It’s hard to imagine having more fun at the movies than with Rian Johnson’s delectable murder mystery “Knives Out,” a wordy delight of fascinating faces, cozy sweaters and fireplaces, and a depraved wealthy family fighting over the estate of their departed patriarch. But within the tightly crafted and finely embossed package, Johnson has smuggled a deceptively radical and empathetic message of acceptance, tolerance and wealth redistribution. It’s “Murder, She Wrote” with a side of political activism.
We meet the tony Thrombey clan upon the unlikely demise of its patriarch, Harlan (Christopher Plummer), a successful mystery novelist who has built a publishing empire from which his children leech. By all appearances, it seems Harlan has killed himself, with a knife, in his study. Yet, an inquisitive detective (Lakeith Stanfield), his hapless partner (Noah Segan) and a mysterious private investigator (Daniel Craig) just have a few questions for the family, several of whom were financially cut off by Harlan on the night of his birthday party and death. It doesn’t take a rocket scientist to put two and two together, but it will take a keen mind to deduce the different probabilities each family member presents.
Benoit Blanc (Craig), the flamboyant, honey-accented Southern investigator, soon latches onto Marta (Ana de Armas), the good-natured nurse and daughter of an undocumented mother, who became Harlan’s closest friend and confidant in his final years. Blanc trusts in Marta’s “kind heart,” as well as her extreme physical reaction to telling any lie (she upchucks). In a clan of smarmy charmers with varying motivations, Marta becomes our North Star, our moral compass. But she also knows far more than she wants to let on.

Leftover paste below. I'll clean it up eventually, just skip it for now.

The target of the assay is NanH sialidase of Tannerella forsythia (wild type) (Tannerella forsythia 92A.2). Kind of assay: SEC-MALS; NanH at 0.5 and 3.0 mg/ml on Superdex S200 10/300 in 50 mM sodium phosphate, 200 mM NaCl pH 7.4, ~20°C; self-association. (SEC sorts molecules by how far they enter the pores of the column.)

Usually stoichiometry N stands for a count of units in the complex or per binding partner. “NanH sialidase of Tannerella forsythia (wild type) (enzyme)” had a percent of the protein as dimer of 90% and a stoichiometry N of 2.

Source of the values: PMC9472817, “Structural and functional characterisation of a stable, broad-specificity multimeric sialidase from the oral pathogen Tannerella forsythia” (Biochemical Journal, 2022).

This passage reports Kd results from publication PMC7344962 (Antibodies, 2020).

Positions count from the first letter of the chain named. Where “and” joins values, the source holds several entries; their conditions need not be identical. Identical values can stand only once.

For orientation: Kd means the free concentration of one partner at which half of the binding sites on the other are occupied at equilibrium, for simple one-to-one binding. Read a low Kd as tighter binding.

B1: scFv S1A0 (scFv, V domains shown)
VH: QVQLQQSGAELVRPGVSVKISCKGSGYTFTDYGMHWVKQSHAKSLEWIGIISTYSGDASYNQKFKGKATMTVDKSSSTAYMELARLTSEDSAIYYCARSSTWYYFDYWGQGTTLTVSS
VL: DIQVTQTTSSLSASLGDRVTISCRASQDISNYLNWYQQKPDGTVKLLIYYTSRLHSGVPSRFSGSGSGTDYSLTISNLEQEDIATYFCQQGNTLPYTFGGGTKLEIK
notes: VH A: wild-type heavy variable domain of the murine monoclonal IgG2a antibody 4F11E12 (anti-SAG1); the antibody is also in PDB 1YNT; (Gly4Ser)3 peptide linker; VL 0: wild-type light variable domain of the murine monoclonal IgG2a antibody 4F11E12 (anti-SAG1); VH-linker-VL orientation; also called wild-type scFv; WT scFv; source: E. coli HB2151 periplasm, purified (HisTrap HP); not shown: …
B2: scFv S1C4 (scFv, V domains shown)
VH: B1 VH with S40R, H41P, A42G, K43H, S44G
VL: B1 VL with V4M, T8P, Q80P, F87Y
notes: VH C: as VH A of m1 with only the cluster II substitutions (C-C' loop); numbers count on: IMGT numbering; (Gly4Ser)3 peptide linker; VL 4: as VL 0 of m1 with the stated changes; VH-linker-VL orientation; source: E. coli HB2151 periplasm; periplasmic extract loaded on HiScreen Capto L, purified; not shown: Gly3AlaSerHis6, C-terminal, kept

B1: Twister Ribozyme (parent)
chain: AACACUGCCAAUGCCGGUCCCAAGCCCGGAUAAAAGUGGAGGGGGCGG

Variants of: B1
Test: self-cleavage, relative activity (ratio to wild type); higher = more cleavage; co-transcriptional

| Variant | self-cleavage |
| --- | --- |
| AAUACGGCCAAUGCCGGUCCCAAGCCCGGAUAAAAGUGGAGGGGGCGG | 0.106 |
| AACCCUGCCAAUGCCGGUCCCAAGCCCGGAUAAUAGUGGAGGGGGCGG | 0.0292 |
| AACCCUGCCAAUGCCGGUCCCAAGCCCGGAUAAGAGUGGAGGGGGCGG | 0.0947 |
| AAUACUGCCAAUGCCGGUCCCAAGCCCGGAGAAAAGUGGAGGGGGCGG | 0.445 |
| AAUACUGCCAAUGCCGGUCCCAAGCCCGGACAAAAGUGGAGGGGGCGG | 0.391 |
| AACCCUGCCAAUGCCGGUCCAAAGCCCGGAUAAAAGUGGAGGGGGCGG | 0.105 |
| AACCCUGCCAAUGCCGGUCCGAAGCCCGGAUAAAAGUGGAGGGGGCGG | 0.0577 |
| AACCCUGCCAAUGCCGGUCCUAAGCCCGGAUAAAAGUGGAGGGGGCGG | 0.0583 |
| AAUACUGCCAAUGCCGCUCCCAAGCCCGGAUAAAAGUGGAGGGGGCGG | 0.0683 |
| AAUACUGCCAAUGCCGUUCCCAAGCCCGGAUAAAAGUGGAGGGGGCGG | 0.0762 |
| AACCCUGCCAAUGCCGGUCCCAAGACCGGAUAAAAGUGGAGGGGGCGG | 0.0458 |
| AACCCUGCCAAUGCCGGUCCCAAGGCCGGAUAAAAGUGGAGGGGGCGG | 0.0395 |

Johnson’s screenplay is like origami, folded up upon itself in what seems a nearly impossible situation: Harlan’s body in his study, no discernible motive for suicide, a house full of grifters posing as loved ones and the sweet Marta. How does this equation work out? Along the way, Johnson unfolds parts of the mystery, revealing the workings before completely rearranging everything, transforming it into a completely different beast, working the details and corners just so, lining it all up perfectly.
But at the heart of “Knives Out” is a message about the corrosive, corrupting nature of inherited wealth and what it means to be deserving of the riches a single person accumulates. What renders someone more deserving: their bloodline or the way they treat others? What would the world be like if the daughters of immigrants, if women of color held economic power? It’s a cunning, stunning little moral Johnson tucks away in his star-studded mystery movie.
That’s not to say the other elements pale in comparison. Nothing could be more visually potent than Chris Evans in a soft sweater, drinking an Old Fashioned in a cozy tavern. Add to that Michael Shannon hurling insults, Toni Collette’s pitch-perfect vocal fry, Jamie Lee Curtis sternly smoking cigarettes and Don Johnson casually dropping offensive dad jokes, and it’s an embarrassment of riches. It’s the class warfare picture by way of Agatha Christie that we never knew we needed, but we do, now more than ever.
What “Knives Out” • 3½ stars out of four • Run time 2:10 • Rating PG-13 • Content Thematic elements including brief violence, some strong language, sexual references and drug material • Opening Wednesday